Demand analysis in a basic needs framework: The case of rural water supply in central India
In poor countries like India, the Governments often take upon themselves the responsibility of providing safe drinking water to the people inhabiting the rural areas. A supply driven program can become unsustainable in the long run. This research looks at the demand side and finds that free water is not necessarily the best policy because the capability to pay and willingness to pay already exists. A conditional logit model has been used to identify important determinants for making choices in favour of one alternative over the other. Maximum likelihood method has been used to estimate the parameters. In villages without piped water supply, we find that people's perception of benefits of safe water is significant and they are willing to travel large distances and spend time to get safe water even where unsafe water is near at hand. The proportion of women in the household and their education are important determinants in choosing safe water whereas household size and income have no significant influence over the choice. In villages with piped water supply, we find that households with a larger size, lower proportion of women, higher proportion of men and higher income tend to choose a yardtap and pay for it instead of getting free water from the public standpost. Educational level does not seem to affect the choice in this case. In quantitative terms, we find that on the average, people value their time at a rate slightly less than half the rural wage for unskilled workers. This valuation increases with income level. We conclude that in view of changing circumstances, there is a need to provide minimum service to all and a higher level of service to those who are willing to pay more.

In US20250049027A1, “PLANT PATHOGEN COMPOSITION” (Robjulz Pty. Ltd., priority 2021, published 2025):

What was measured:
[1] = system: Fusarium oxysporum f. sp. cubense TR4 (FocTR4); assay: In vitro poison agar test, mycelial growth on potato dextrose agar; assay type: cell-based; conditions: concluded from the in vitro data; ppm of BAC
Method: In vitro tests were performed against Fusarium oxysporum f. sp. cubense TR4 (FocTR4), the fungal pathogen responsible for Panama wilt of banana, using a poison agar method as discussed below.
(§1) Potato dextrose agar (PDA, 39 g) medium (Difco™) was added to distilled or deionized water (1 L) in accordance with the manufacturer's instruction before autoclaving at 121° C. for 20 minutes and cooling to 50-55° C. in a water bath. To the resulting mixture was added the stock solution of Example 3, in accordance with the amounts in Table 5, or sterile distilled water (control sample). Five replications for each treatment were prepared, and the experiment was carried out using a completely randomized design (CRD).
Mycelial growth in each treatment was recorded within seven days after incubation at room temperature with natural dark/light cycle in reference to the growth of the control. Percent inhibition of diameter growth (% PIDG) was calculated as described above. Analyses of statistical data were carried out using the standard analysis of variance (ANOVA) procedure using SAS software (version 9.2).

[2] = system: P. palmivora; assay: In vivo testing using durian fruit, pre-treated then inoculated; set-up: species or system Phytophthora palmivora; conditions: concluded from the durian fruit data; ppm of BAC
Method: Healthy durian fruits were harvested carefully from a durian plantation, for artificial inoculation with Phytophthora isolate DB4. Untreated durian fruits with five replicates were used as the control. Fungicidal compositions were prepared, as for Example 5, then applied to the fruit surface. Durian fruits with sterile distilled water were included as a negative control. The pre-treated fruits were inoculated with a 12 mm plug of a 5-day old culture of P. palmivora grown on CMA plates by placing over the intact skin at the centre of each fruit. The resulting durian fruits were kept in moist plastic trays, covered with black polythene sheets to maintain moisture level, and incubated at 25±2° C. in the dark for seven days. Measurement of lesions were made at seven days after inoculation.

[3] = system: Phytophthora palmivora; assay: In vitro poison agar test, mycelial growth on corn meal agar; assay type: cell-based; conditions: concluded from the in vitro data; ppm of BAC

Economics|Urban planning|Area planning & development
Asthana, Anand Narain, "Demand analysis in a basic needs framework: The case of rural water supply in central India" (1994). ETD Collection for Fordham University. AAI9425185.